Silly Question : Naming Notes, Numbering Octaves

Hey there. When I was a kid, I learned the notes as “do ré mi fa sol la si”. Later, I discovered that there is a widespread use of “A B C D E F G”. I can understand it is easier to remember, but I’ve wondered about two related things :

  1. The two notations doesn’t start from the same note, as “A == La” …
  2. … but the octaves are numbered starting from “C == Do” !

So you get something like

C1 D1 E1 F1 G1 A1 B1 C2 D2 E2 F2 G2 …

Which leads to the conclusion that B1 is actually a higher note than C1.

I’ve always thought “WTF !!??” about this. anyone has an explanation ?

edit: oh, sorry… that wasn’t what you asked. long day at work i guess :<

oh, and yes… it’s retarded. check all the variations of how it’s used across the world :

I guess it is to do with the piano layout and the fact that the major key which uses white notes only, is C Major.

Therefore it makes C a logical place to start when numbering octaves as it is the easier scale to follow.

I understand your point/ irritation fully though :)

If it makes you feel any better, when you start talking about written music, ‘c’ is middle c, and c1 is an octave above… ‘C’ is an octave below and ‘C.’ is an octave below that.

So at least you don’t have to deal with that.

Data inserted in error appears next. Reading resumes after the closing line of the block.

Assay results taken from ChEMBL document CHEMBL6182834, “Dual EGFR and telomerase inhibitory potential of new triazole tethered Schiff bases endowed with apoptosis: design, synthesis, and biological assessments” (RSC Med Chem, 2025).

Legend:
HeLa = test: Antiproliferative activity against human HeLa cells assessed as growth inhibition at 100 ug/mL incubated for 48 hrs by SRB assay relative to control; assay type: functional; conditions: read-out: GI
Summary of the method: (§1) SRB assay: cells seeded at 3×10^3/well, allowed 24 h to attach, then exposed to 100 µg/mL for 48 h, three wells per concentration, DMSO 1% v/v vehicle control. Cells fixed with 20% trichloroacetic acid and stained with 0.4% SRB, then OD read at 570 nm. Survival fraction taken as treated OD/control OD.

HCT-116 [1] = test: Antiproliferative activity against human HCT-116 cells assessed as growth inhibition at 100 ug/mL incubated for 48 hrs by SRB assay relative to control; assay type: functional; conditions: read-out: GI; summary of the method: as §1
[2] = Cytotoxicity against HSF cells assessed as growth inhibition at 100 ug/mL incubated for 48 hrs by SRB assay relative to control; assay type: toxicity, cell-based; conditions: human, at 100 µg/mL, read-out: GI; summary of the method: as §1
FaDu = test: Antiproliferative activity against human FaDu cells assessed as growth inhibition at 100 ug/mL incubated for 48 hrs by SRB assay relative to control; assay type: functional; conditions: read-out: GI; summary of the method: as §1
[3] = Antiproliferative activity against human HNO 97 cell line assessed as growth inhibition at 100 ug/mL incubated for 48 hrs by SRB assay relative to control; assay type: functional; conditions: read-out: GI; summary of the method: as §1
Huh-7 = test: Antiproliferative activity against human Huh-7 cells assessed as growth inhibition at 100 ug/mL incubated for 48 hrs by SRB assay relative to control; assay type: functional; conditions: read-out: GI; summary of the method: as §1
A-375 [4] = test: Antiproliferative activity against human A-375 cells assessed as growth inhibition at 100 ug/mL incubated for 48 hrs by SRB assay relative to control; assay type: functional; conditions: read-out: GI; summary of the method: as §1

I think pianos are the reason. Musical notation used A - G (starting from A) for voices & stuff in the early days, but pianos got build in “do ré mi fa sol la si” layers. So we are actually using the piano / “do ré mi fa sol la si” notation for octaves, while using the old names for the notes…

damn, wikipedia has some very interesting stuff on the subject. it looks like the “a b c” notation comes from ancient greece and was adopted by germans and anglo-saxons, while the “do ré mi” notation appeared during the 11th century.

in ancient greece, they were using a reduced number of octaves :

A B C D E F G a b c d e f g aa bb cc dd ee ff gg

and the “gamma” allows to express the notes below A.

but there is nothing about this inconsistency. I guess this is what happens when two standards collide … ^_^